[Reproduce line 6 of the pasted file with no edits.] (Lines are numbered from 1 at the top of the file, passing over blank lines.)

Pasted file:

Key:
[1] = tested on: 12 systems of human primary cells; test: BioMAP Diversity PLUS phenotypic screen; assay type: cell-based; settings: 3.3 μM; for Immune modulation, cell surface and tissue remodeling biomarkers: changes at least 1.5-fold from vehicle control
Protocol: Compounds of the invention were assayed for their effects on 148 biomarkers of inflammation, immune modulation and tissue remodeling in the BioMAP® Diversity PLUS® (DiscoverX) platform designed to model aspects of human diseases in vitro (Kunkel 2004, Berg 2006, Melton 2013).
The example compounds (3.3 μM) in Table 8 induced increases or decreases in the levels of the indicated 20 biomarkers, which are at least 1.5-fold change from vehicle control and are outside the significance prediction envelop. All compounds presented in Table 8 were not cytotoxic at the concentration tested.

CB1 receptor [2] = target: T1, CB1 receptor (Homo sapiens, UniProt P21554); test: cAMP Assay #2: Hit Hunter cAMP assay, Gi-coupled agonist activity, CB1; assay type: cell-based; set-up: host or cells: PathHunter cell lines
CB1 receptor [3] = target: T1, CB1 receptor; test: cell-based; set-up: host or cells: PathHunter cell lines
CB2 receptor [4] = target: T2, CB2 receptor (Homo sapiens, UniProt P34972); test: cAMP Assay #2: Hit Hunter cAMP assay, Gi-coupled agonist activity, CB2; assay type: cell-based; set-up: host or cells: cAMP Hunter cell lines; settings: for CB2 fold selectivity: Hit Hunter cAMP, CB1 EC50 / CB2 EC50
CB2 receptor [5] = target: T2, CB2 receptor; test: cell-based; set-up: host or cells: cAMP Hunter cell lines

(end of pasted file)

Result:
CB1 receptor [3] = target: T1, CB1 receptor; test: cell-based; set-up: host or cells: PathHunter cell lines